Zechariah 3:3-4
Now Joshua was clothed with filthy garments and standing before the angel. He spoke and said to those who were standing before him, saying, “Remove the filthy garments from him ” Again he said to him, “See, I have taken your iniquity away from you and will clothe you with festal robes.
John 19:2
And the soldiers twisted together a crown of thorns and put it on His head, and put a purple robe on Him;
Matthew 22:11
“But when the king came in to look over the dinner guests, he saw a man there who was not dressed in wedding clothes…”

These verses portray the importance of the change in the status of a person with the resultant changes in roles which leads to change of clothes and or insignia. The military has several and varied clothes that can only be worn by officers and men based on their status. One’s clothes and insignia changes as ones’ status changes in conformity to this bible principle. Joseph as a prisoner was robed as such but when his status changed to become a Governor he wore clothes that matched his new status.


Ghana Armed Forces, General Headquarters (GHQ), determines and specifies the times Cadets are enlisted for training at the GMA. Each Course of cadets is assigned an Intake number which follows serially from the preceding Course and is prefixed by the type of Course.

For instance, the writer’s course is Regular Career Course (RCC) 32 whilst the course on training at the GMA currently is RCC 62. It is worth noting that, all officer cadets per the provision of the Armed Forces Act 1962 (AFA 1962) are Subordinate Officers in the hierarchy of status of the GAF until they are commissioned and their status changes to Commissioned Officers.

The Academy runs the Standard Military Course (SMC) which is of 12 weeks’ duration and the RCC which is of 48 weeks’ duration. The Short Service Commission and Special Duty Course (SSC&SD) which is of 24 weeks’ duration. The GMA determines the duration of any other special course.

The SMC is a tri-Service Course. It involves a minimum of 6 weeks Induction Training (Ginger Period) and 12 weeks of basic military training. Cadets are required to Pass-Off the Square after completion of the induction period. The transition from SMC to RCC is marked by a “Change of Status Parade”. The practice in the past was that Naval and Air Force cadets leave the Academy after the SMC course to continue their special to service training at their respective special to service training institutions.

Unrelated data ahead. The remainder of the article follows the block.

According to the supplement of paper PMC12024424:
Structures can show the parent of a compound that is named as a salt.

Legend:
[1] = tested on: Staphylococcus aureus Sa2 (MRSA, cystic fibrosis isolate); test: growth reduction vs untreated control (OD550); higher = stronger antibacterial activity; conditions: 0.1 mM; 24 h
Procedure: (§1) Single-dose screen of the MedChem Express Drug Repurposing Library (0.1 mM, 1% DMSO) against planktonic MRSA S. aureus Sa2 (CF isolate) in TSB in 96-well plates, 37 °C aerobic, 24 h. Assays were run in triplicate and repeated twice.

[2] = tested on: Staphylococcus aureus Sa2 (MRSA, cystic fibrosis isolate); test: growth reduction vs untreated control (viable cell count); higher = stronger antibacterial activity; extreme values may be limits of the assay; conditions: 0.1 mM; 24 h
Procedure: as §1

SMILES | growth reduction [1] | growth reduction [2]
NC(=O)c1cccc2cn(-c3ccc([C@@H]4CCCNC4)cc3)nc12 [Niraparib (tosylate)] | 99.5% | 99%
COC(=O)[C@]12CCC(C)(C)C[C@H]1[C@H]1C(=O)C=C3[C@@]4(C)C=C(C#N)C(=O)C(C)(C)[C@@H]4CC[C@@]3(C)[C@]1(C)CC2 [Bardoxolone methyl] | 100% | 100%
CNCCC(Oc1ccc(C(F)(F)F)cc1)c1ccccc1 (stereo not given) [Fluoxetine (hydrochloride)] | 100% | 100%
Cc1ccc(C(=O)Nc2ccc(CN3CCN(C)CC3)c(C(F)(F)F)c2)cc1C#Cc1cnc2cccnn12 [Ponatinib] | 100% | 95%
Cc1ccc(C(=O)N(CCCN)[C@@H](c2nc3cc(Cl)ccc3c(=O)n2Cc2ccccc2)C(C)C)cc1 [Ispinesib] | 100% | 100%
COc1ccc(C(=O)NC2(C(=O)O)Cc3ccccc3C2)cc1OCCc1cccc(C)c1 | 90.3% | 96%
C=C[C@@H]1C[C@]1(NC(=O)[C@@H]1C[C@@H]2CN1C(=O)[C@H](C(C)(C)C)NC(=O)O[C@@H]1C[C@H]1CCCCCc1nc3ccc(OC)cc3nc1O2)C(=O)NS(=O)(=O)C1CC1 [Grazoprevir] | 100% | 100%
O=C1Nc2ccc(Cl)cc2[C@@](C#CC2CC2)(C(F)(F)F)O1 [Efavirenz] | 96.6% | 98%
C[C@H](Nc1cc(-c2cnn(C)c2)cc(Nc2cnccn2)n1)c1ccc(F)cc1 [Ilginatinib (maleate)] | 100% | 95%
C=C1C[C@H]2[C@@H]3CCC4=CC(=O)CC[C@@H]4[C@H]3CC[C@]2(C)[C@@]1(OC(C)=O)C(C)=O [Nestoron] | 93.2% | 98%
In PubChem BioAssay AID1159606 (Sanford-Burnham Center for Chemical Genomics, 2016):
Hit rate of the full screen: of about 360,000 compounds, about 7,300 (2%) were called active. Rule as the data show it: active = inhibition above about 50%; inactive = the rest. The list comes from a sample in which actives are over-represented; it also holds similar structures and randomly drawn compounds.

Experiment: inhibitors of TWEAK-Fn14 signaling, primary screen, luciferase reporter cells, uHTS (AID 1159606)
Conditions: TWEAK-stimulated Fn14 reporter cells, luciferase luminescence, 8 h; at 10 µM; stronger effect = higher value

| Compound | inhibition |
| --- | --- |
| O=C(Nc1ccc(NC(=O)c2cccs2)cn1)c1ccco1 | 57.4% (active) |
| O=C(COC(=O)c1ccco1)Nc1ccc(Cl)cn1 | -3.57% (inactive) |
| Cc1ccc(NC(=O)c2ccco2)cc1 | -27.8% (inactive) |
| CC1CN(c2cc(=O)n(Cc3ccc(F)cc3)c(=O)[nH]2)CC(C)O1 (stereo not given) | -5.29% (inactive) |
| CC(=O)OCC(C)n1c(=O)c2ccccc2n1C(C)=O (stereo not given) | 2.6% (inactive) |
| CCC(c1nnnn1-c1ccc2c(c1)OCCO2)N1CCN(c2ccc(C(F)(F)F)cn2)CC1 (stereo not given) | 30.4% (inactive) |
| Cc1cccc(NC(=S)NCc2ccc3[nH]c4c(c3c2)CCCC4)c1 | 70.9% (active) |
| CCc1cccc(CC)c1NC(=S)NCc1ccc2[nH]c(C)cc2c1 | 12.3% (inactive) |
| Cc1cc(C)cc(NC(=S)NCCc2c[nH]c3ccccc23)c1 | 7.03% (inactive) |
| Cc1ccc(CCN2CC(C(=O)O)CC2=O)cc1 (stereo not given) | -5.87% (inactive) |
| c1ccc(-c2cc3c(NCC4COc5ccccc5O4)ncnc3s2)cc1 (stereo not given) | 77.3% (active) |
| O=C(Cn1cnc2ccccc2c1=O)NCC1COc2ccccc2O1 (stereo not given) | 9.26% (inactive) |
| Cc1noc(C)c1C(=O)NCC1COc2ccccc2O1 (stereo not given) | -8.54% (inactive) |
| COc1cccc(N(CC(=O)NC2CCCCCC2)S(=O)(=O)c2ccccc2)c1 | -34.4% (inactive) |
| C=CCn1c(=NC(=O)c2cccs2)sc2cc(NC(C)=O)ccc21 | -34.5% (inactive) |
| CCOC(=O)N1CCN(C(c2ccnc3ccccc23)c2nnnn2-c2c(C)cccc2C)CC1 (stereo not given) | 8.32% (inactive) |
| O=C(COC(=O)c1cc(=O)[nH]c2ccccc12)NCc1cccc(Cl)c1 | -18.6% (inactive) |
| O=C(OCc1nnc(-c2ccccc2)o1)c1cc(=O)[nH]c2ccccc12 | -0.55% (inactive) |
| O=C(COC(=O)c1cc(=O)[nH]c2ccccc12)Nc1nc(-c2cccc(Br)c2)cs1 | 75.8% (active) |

However, the current practice requires Naval and Air Force cadets to conduct their special to service training at the GMA with periodic visits to their respective Bases for practical training. The RCC is a 48-week special to service training phase of the course. It follows directly from the SMC until graduation. The SSC&SD course is a 6-month intensive course for selected soldiers and civilians with special or professional qualifications.

Another important nomenclature of the status of officer cadets is the Seniority Status. The change in the seniority status of officer cadets is not marked with a parade it is effected by publication in the unit’s Part 1 Routine Orders. The only change in status that is marked with a parade is the change from Juniour to Intermediate Cadet. The schedule for change in the seniority status of officer cadets is as follows:

a. SMC /RCC Cadets.
(1) Junior Cadet – Terms 1 and 2 (up to change of Status Parade).
(2) Intermediate Cadet – Terms 2 and 3 (up to arrival of new Intake).
(3) Senior Cadet – Upon arrival of a new intake, and Term 4.

b. SSC/SD Cadets.
(1) Junior Cadet – Term 1.
(2) Senior Cadet – Term 2 (After Novices Boxing).


The Change of Status Parade for RCC 62 came off on Wednesday 02 November 2022 on the GMA Parade Square.

The writer stood in for the Commandant of the Academy – Major General Charles Kojo Abede Asomaning Awity as the Reviewing Officer for the parade.

Senior officers who were present at the parade were the Chief Coordinator – Colonel Frederick Ntiri, Director Military Division – Colonel Kwesi Ayima and Chief Instructor Joint Studies – Colonel Joshua Amanor. The Academy Sergeant Major – Master Warrant Officer Gane Frederick was also present.

In all a total of 204 officer cadets took part in the parade. In attendance was all instructors and staff of the GMA.

The Change of Status Parade started at 0745hrs/7:45am with the parade Commander marching the officer cadets on parade. The Reviewing Officer arrived at 0800hrs/8am. After taking the ceremonial salute (The Academy Anthem) he was accompanied by the parade Commander and the Drill Sergeant Major of the Academy, Seniour Warrant Officer Logah Abla Patience to inspect the officer cadets on parade.